“It’s arrived, with all its diabolical force,” Cuban leader Fidel Castro said of the hurricane during an appearance on state television on Friday afternoon.
He said there were 10 deaths in southeastern Cuba.
Another 22 people earlier were reported killed in Haiti, bringing the known overall death toll for the Caribbean to 32.
“It is a very strong Category Four, almost a Category Five”, the strongest level on the Saffir-Simpson scale, Cuban Meteorological Institute chief Jose Rubiera said after Dennis made landfall around 1700 GMT near the central province of Cienfuegos.
Cuban authorities rushed more than 700,000 people into shelters between late Thursday and Friday including at least 2500 foreign tourists.
But at least three provinces sustained serious material damage, a government source said privately. Some 20 homes were destroyed and power was knocked out in Santiago de Cuba, the country’s second city on its east end.
Communications towers were toppled and tourist facilities in Santiago province sustained serious damage, the source added.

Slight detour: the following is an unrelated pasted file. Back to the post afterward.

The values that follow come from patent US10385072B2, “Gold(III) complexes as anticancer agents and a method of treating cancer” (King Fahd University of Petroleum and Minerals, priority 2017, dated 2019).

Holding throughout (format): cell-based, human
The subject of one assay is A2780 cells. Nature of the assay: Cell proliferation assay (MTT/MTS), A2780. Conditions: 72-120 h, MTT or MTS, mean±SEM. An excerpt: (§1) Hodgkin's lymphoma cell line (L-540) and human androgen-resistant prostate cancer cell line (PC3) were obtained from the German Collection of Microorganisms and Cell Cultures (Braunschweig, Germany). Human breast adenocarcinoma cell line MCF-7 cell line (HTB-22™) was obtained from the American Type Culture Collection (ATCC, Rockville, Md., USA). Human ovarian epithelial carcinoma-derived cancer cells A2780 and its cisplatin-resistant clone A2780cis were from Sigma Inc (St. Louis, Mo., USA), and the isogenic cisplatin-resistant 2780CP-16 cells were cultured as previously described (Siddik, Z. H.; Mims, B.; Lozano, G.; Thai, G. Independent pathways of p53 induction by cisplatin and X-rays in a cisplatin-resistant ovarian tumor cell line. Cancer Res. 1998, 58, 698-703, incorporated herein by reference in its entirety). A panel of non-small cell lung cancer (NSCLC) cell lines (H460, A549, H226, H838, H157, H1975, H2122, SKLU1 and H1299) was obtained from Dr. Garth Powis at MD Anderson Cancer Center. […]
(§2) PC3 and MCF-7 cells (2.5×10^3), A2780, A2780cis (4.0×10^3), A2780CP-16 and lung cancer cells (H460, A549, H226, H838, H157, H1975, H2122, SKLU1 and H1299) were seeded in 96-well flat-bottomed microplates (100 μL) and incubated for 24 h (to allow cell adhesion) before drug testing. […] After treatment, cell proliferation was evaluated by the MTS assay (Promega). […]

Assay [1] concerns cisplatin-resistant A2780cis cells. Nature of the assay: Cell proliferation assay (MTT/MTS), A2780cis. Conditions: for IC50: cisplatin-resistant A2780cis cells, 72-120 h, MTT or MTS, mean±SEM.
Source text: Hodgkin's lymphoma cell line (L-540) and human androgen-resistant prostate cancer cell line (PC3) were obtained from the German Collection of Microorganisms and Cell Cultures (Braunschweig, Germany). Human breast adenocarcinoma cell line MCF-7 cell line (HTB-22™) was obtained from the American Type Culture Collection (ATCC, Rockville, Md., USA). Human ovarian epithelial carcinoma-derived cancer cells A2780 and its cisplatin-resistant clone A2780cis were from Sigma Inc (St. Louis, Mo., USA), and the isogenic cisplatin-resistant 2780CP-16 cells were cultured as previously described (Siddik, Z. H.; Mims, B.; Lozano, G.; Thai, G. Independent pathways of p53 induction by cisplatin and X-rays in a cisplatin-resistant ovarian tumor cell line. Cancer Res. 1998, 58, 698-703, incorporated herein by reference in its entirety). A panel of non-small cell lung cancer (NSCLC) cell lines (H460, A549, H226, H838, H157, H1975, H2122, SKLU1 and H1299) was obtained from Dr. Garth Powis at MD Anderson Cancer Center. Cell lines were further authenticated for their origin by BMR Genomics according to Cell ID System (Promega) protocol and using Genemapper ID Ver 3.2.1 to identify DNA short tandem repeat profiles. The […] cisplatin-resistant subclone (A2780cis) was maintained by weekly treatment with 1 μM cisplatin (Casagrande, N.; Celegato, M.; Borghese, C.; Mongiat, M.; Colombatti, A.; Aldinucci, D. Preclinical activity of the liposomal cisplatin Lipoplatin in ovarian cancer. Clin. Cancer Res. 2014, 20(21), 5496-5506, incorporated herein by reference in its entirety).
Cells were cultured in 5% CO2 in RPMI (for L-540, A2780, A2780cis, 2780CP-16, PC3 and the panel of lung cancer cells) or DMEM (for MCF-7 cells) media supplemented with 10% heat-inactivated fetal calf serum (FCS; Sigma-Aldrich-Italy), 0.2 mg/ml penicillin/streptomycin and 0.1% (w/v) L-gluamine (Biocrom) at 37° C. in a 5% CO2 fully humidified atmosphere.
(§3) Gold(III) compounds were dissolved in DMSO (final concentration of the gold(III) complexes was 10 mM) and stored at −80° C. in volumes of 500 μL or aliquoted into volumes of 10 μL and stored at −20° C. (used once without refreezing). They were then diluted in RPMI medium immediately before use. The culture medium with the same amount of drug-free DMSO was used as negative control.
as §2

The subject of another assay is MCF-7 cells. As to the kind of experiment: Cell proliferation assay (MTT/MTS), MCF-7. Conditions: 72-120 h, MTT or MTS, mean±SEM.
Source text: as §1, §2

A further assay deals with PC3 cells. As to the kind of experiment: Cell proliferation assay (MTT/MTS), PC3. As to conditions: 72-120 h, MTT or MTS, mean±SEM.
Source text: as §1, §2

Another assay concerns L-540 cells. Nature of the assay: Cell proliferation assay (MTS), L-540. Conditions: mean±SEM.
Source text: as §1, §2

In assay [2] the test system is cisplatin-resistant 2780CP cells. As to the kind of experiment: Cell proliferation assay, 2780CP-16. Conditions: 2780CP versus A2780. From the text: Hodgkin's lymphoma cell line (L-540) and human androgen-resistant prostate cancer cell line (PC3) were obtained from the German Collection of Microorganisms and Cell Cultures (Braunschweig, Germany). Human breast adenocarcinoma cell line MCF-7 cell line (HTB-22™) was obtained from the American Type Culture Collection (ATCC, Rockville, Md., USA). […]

Forecasters warned Dennis could pass dangerously close to Key West in Florida early on Saturday on its way to the Gulf of Mexico where 116 oil platforms and rigs have been evacuated.
In Haiti, at least 20 were injured and 30 remain missing in addition to those killed.
Most of the victims were in the south and southeast of Haiti where heavy rains caused flooding of cities and destruction of crops in the countryside, according to Jeffe Delorges, a civil protection spokesman. Some 8000 people were displaced.
Thousands of residents evacuated Key West, Florida’s southernmost city, as well as areas along the US Gulf coast.